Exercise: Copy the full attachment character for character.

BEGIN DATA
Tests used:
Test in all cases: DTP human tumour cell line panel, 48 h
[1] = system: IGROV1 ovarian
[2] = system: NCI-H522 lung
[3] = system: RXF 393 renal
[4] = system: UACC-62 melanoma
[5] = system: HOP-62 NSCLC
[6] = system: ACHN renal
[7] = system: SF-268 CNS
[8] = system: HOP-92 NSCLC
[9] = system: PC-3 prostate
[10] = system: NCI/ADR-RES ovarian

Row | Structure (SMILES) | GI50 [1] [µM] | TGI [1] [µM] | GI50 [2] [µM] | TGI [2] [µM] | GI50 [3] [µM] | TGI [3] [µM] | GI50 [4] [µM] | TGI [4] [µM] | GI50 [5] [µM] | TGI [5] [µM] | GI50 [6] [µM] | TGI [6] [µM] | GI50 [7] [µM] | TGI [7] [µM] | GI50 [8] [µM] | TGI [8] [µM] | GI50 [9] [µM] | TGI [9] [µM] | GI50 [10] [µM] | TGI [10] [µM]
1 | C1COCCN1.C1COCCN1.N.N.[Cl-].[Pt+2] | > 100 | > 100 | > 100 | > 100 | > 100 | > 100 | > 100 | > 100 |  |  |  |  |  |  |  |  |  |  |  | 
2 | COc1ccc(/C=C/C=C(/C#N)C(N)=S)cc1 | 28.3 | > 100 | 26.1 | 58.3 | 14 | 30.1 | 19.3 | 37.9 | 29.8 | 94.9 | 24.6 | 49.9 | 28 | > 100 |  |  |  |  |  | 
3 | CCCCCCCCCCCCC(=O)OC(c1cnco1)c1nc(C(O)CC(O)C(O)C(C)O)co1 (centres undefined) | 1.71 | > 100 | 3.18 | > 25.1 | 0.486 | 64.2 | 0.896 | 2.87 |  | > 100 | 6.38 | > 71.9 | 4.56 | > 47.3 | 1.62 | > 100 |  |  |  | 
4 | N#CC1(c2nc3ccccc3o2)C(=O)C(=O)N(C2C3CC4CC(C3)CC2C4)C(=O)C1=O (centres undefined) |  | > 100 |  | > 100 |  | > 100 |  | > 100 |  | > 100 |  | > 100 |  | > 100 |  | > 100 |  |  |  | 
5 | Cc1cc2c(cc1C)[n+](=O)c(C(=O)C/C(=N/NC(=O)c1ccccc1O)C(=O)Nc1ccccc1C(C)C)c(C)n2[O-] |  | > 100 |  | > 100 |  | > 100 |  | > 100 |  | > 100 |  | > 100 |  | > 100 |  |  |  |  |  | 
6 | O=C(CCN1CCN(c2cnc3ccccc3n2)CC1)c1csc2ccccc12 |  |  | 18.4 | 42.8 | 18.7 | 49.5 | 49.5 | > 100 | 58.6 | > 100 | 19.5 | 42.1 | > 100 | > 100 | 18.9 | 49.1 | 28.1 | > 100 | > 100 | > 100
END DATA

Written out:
Tests used:
Test in all cases: DTP human tumour cell line panel, 48 h
[1] = system: IGROV1 ovarian
[2] = system: NCI-H522 lung
[3] = system: RXF 393 renal
[4] = system: UACC-62 melanoma
[5] = system: HOP-62 NSCLC
[6] = system: ACHN renal
[7] = system: SF-268 CNS
[8] = system: HOP-92 NSCLC
[9] = system: PC-3 prostate
[10] = system: NCI/ADR-RES ovarian

Row | Structure (SMILES) | GI50 [1] [µM] | TGI [1] [µM] | GI50 [2] [µM] | TGI [2] [µM] | GI50 [3] [µM] | TGI [3] [µM] | GI50 [4] [µM] | TGI [4] [µM] | GI50 [5] [µM] | TGI [5] [µM] | GI50 [6] [µM] | TGI [6] [µM] | GI50 [7] [µM] | TGI [7] [µM] | GI50 [8] [µM] | TGI [8] [µM] | GI50 [9] [µM] | TGI [9] [µM] | GI50 [10] [µM] | TGI [10] [µM]
1 | C1COCCN1.C1COCCN1.N.N.[Cl-].[Pt+2] | > 100 | > 100 | > 100 | > 100 | > 100 | > 100 | > 100 | > 100 |  |  |  |  |  |  |  |  |  |  |  | 
2 | COc1ccc(/C=C/C=C(/C#N)C(N)=S)cc1 | 28.3 | > 100 | 26.1 | 58.3 | 14 | 30.1 | 19.3 | 37.9 | 29.8 | 94.9 | 24.6 | 49.9 | 28 | > 100 |  |  |  |  |  | 
3 | CCCCCCCCCCCCC(=O)OC(c1cnco1)c1nc(C(O)CC(O)C(O)C(C)O)co1 (centres undefined) | 1.71 | > 100 | 3.18 | > 25.1 | 0.486 | 64.2 | 0.896 | 2.87 |  | > 100 | 6.38 | > 71.9 | 4.56 | > 47.3 | 1.62 | > 100 |  |  |  | 
4 | N#CC1(c2nc3ccccc3o2)C(=O)C(=O)N(C2C3CC4CC(C3)CC2C4)C(=O)C1=O (centres undefined) |  | > 100 |  | > 100 |  | > 100 |  | > 100 |  | > 100 |  | > 100 |  | > 100 |  | > 100 |  |  |  | 
5 | Cc1cc2c(cc1C)[n+](=O)c(C(=O)C/C(=N/NC(=O)c1ccccc1O)C(=O)Nc1ccccc1C(C)C)c(C)n2[O-] |  | > 100 |  | > 100 |  | > 100 |  | > 100 |  | > 100 |  | > 100 |  | > 100 |  |  |  |  |  | 
6 | O=C(CCN1CCN(c2cnc3ccccc3n2)CC1)c1csc2ccccc12 |  |  | 18.4 | 42.8 | 18.7 | 49.5 | 49.5 | > 100 | 58.6 | > 100 | 19.5 | 42.1 | > 100 | > 100 | 18.9 | 49.1 | 28.1 | > 100 | > 100 | > 100